Not only does this make it easy for marketers and social media managers to find share-worthy content that’s more likely to resonate with their followings, but it can also fuel employee advocacy efforts.

#4: Website Retargeting

Retargeting is a popular digital marketing tactic, which involves serving ads to people who’ve already encountered your brand. The element of familiarity, plus a concrete demonstration of past interest, tends to drive considerably higher clicks and conversions than standard ads.  

Through its Matched Audiences feature, LinkedIn allows you to place a pixel on your company’s website, then serve ads to people who’ve visited it before, while they’re on LinkedIn. It’s a great way to follow up with someone in a different context. One especially savvy approach is to create customized retargeting creative based on the specific section of your site a person visited (i.e., upper-funnel messaging for someone who went to your “About” page, and lower-funnel for someone who checked out a solution page.)

[embed]https://youtu.be/SgXlOH-1pPk[/embed]

#5: Lead Gen Forms

This might be my favorite marketing tool on LinkedIn, and it definitely seems like one that more B2B brands could be utilizing. Lead Gen Forms are leveraged in combination with various types of ads, enabling your company to collect valuable contact info (and additional data about a prospect) from an individual who downloads something of value with minimal friction.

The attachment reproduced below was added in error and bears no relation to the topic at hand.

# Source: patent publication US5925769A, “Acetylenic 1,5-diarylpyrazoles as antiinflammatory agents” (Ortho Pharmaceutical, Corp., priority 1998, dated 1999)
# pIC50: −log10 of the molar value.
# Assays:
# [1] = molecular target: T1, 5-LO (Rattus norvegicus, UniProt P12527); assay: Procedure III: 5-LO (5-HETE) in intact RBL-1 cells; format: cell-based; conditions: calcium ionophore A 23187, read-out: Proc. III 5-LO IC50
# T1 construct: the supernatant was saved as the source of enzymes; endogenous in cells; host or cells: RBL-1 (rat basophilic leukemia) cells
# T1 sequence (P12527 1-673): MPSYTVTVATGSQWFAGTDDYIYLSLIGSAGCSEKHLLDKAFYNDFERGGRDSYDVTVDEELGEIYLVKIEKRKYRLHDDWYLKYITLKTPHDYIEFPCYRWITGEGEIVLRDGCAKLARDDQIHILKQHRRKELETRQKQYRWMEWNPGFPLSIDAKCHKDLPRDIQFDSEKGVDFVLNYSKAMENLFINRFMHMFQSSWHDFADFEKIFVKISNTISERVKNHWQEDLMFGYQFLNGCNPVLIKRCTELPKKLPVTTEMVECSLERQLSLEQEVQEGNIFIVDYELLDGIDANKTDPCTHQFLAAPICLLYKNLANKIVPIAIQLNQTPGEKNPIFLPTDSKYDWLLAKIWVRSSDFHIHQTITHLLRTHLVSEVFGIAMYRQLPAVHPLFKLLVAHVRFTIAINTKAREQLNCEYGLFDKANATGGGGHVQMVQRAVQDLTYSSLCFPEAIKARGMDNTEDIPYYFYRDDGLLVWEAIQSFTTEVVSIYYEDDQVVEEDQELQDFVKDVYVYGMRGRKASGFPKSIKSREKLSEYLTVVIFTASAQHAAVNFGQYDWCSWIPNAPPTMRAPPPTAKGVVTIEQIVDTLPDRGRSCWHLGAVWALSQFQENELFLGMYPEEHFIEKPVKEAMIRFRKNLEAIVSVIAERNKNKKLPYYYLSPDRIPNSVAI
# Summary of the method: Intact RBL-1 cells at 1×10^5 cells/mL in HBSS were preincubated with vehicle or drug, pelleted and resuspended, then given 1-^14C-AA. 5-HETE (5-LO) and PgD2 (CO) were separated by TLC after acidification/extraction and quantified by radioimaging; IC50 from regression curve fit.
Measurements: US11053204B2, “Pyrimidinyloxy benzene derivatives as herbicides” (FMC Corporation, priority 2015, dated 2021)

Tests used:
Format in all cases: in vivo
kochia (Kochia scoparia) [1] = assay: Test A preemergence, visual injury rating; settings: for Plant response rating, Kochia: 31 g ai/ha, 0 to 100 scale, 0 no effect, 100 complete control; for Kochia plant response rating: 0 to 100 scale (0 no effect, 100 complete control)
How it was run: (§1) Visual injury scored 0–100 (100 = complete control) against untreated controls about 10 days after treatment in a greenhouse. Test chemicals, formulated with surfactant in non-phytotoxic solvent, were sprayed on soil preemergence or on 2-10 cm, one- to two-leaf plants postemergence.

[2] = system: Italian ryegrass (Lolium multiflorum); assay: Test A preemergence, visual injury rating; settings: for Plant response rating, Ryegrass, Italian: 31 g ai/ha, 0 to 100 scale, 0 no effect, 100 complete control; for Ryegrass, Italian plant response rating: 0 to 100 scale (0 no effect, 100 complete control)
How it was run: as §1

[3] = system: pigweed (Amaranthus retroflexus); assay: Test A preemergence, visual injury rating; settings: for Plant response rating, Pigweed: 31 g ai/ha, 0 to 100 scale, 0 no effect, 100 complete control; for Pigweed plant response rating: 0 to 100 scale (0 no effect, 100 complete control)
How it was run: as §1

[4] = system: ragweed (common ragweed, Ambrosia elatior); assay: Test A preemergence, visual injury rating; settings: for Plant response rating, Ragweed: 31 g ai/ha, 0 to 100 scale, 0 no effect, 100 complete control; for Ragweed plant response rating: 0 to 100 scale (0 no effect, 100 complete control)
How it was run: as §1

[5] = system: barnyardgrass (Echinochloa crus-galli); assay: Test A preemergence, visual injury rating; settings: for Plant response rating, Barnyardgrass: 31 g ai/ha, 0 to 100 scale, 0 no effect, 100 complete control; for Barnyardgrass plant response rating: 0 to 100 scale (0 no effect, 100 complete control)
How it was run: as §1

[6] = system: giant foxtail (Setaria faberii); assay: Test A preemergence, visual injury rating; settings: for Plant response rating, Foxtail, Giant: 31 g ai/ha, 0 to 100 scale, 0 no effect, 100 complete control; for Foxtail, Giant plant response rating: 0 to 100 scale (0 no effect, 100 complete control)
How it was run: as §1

Unlike most gated-asset forms, which require a user to tediously fill out multiple fields, Lead Gen Forms automatically populate based on the member’s LinkedIn profile data. As such, it takes only a couple of seconds to get through the process. Because you’re attaining a more comprehensive snapshot of people who download, you can better qualify them as leads in comparison with other form-fills that often procure only a name, phone number, and email.

[embed]https://www.youtube.com/watch?v=34Xe1E59N6A&feature=youtu.be[/embed]

Step Up Your LinkedIn Marketing Game

LinkedIn can be one of the most valuable components of a holistic B2B marketing strategy. As mentioned earlier, there’s no denying it’s a pricier place to play than most other social networks, but you’re also paying for access to a higher-quality audience. Using the five features above can help you understand, segment, reach, and engage this audience efficiently while closely tracking the impact of your efforts.

Another underutilized tool on LinkedIn is video, which has been a key focus for the platform recently. Learn about all the metrics and specs for video on LinkedIn, as well as every other major social network!

*Disclosure: LinkedIn is a TopRank Marketing client.

The post Social Media Secrets: 5 Under-the-Radar LinkedIn Features for Marketers appeared first on Online Marketing Blog - TopRank®.